2012 IndyCars Make First Public Appearance

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2012 IndyCars Make First Public Appearance

Postby mlittle » Thu May 12, 2011 2:04 pm

Speed Channel: Indycar--2012 Presentation Cars Unveiled


Tuesday, IMS and IndyCar officials released full-scale presentations of what the next-generation Indycars' will look like for the next couple of years, according to Speed's Marshall Pruett.............

----It's hardly a stunner, but it's not exactly ugly. It looks a lot like what fans expected, but it also looks a bit too much like the current Dallara--at least from the cockpit forward. And it has a little bit of current F1 design language added in for good measure.

Simply put, the 2012 car looks like a number of past and present open-wheel cars, but it also carries enough original styling cues to distance itself from the current car while providing a fresh take on Indy car architecture.

It might be a mutt, but--and this is a major league 'but'--the car unveiled by the IZOD IndyCar Series today on the Versus' new IndyCar Open Wheel Weekly show is also partly for show. Just how much of the presentation cars are display-only is unknown, but the slender, rounded cockpit profile is an accurate representation of what teams will have to work with next season.

"The front of the car won’t change," said Tony Cotman, project manager for the 2012 car. "The higher nose, the sculpted sidepods. That won’t change."

From the roll hoop rearwards, many of the shapes seen on the road course and speedway variants of the presentations cars could change, based on track testing.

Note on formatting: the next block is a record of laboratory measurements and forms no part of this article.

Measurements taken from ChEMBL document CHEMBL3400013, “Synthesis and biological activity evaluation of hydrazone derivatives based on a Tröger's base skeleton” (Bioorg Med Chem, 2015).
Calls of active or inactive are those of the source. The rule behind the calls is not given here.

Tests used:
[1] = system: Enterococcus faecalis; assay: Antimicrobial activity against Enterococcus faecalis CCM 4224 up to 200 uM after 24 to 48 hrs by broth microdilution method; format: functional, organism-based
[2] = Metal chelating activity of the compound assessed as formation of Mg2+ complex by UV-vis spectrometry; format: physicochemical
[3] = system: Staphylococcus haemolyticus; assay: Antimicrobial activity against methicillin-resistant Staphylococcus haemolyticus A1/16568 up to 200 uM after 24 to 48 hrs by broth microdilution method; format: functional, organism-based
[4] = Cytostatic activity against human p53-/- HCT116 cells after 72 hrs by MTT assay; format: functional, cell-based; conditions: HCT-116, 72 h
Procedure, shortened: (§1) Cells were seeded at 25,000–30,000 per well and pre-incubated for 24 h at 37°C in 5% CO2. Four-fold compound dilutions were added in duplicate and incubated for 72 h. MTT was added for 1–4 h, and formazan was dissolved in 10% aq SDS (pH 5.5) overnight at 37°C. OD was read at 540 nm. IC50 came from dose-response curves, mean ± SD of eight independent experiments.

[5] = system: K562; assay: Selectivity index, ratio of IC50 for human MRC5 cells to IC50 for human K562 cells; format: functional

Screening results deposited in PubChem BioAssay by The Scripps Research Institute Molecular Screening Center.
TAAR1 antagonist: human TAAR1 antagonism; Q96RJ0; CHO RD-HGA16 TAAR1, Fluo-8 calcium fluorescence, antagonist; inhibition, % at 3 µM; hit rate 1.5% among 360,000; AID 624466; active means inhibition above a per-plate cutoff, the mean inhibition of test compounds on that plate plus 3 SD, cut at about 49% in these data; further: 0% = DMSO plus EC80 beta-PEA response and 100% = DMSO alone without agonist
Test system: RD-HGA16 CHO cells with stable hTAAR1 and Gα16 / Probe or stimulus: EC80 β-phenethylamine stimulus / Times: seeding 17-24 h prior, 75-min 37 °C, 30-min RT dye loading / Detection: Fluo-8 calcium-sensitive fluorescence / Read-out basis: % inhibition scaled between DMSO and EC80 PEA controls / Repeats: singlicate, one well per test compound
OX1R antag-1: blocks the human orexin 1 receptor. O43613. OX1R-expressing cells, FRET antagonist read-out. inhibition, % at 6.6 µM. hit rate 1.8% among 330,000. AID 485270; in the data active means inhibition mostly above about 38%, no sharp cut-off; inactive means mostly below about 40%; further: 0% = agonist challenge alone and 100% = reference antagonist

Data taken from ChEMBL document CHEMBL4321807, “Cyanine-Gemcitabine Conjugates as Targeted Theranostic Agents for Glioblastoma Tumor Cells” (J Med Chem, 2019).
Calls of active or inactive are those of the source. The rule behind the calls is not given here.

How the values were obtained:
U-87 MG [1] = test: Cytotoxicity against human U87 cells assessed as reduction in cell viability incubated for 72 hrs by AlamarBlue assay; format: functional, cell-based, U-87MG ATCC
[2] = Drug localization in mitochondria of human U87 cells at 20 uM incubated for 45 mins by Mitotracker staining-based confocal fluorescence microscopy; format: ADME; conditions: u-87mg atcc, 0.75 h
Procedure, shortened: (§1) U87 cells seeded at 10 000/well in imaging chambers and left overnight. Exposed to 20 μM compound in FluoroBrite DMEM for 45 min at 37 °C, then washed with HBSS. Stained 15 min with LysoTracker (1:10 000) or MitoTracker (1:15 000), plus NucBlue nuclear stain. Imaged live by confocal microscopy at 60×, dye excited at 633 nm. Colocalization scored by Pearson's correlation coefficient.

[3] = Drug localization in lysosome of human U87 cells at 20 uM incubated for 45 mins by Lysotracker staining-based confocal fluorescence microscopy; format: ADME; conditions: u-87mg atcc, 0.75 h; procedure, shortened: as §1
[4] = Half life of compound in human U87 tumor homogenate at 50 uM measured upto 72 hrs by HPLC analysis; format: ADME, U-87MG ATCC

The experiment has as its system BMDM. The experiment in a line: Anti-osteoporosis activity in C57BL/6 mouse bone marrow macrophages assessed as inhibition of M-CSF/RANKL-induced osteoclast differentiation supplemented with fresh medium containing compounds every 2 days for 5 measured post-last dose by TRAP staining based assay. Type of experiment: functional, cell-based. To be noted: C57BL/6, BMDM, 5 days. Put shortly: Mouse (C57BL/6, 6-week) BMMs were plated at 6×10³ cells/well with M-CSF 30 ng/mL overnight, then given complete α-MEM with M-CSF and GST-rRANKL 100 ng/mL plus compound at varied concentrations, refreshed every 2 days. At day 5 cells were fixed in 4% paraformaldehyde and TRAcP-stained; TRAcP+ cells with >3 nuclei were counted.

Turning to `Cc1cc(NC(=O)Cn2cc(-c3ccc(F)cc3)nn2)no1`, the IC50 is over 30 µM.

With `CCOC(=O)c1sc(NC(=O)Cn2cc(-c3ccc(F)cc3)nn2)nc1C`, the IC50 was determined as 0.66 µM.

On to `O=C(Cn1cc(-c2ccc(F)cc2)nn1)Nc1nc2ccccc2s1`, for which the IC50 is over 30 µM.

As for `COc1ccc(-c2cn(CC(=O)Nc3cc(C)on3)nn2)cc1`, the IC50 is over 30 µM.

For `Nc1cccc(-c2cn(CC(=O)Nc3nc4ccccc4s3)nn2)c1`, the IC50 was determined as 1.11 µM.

Of the many complaints about the current Dallara's looks, the low profile of the tub has drawn the ire of fans. That design, predicated by moving the car's shock from the top of the chassis to the bottom--a pullrod arrangement--provided aerodynamic gains and an improved center of gravity to combat the rival chassis which was then offered by Panoz/GForce.

With the adoption of a spec chassis for the new 2012 regulations, Cotman and Dallara moved the shocks back to the top of the chassis--the more conventional pushrod style of suspension--but have maintained elements of the previous Dallara's low nose.

Cotman estimates 70 percent of what's seen from the cockpit forward will make it the final version of the 2012 Dallara, while the appearance of most of the side and rear bodywork, provided multiple aero kits are allowed in 2012, could look different.

While the two cars shown today are a close approximation of what open-wheel fans will see in competition next year, the man in charge of INDYCAR offered another reminder of how the cars should be perceived.

"It's a 'presentation car,' IndyCar CEO Randy Bernard told SPEED.com. "It's an update--a status report--on where we're at with the car. This isn't the final version, but it gives fans a look at the direction we're headed.

"Tony Cotman and his team have done a heck of a job to put these cars together for us to show at Indy, but now we have more work to do to get the finished product ready."

The rear of the presentation cars, similar to what's seen on an ALMS prototype, show the new philosophy in preventing wheels from interlocking, and in rear crash absorption.

A second rear wing element as seen on the oval car, placed well below the main element, appears to be designed to help extract air from the diffuser, but the blunt profile at the rear of the element suggests it could be a 'show' item, rather than the final wing destined for production.

Bodywork also protects the front of the rear wheels, and the floor, as shown in the original concept drawings from July 2010, extends outwards to act as a barrier to minimize interlocking of the front wheels.

The difference between more conventional Indy car bodywork on the road course car, with full sidepods, and the triangular, DeltaWing-ish oval aero kit was done on purpose by Cotman to illustrate the range of design options aero kit manufacturers have.